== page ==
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Afghan Youth Debates: "No State Interference" in June Run-Off






Despite predictions that the Afghan authorities would interfere in the second round of the presidential ballot, electoral officials and security commanders in the east of the country insist there were no real problems there. 

The result of the June 14 vote remains unclear as an independent audit of the ballots cast continues. The audit was called after one of the two candidates standing, Abdullah Abdullah, refused to accept preliminary figures that showed he had lost to Ashraf Ghani Ahmadzai.

Civil society groups in the eastern region, which includes Nangarhar, Kunar Laghman and Nuristan provinces, say they are aware of cases where government officials working on behalf of both candidates attempted to rig the vote. The local campaign teams of Abdullah and Ashraf Ghani have levelled similar accusations at one another.

The head of the Electoral Complaints Commission (ECC) for eastern Afghanistan, Mohammad Naim Kashaf, said only a few allegations of official interference had been registered across the region, and investigations had not brought anything serious to light.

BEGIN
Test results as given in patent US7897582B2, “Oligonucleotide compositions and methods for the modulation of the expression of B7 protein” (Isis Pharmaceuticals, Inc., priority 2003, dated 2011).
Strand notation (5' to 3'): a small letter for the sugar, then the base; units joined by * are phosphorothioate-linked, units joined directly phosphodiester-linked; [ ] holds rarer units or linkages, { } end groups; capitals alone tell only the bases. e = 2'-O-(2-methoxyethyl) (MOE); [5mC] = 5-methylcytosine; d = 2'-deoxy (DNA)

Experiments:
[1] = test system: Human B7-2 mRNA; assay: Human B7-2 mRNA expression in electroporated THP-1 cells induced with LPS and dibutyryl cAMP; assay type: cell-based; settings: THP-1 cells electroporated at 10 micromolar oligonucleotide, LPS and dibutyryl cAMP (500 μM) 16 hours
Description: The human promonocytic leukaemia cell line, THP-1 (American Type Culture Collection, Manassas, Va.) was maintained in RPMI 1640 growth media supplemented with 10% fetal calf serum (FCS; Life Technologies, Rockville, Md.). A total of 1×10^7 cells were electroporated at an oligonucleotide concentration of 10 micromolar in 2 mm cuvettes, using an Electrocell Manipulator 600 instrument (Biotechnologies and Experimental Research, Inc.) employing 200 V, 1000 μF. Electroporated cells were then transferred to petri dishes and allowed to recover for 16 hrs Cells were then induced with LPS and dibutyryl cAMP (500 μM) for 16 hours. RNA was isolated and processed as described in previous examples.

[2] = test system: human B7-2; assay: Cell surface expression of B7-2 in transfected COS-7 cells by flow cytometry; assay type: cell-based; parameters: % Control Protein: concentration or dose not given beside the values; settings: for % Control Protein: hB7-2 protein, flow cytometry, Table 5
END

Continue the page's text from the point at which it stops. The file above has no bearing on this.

Police in Nangarhar are currently investigating claims that bodyguards working for Abdullah's campaign team opened fire at children chanting slogans in support of Ashraf Ghani. Three of the children were injured.

Despite allegations of wrongdoing, local officials insist their staff had no part in it.

"I remained impartial as governor and I did not allow any government official to interfere in the election," Nangarhar provincial governor Ataullah Ludin told IWPR.

General Mohammad Zaman Waziri, commander of the army’s 201st Corps in eastern Afghanistan – which includes Kunar and Laghman provinces as well as Nangarhar – told IWPR that there were no attempts to influence voting.

"The security forces… did not interfere in the election at all, nor did they allow anyone else to do so," he said.

General Waziri said he had not heard of any cases where the armed forces had acted improperly.

Some residents of Nangarhar, however, said there had been cases where Afghan army soldiers had told voters that their lives would be in danger if they did not select a particular candidate.

“Government forces exerted pressure on people and directed them towards one specific candidate" a man called Ahmad told IWPR.

Zabihullah Ghazi is a student at Nangarhar University and an IWPR trainee reporter.  

This report was produced as part of Open Minds: Speaking Up, Reaching Out – Promoting University and Youth Participation in Afghan Elections, an IWPR initiative funded by the US embassy in Kabul.

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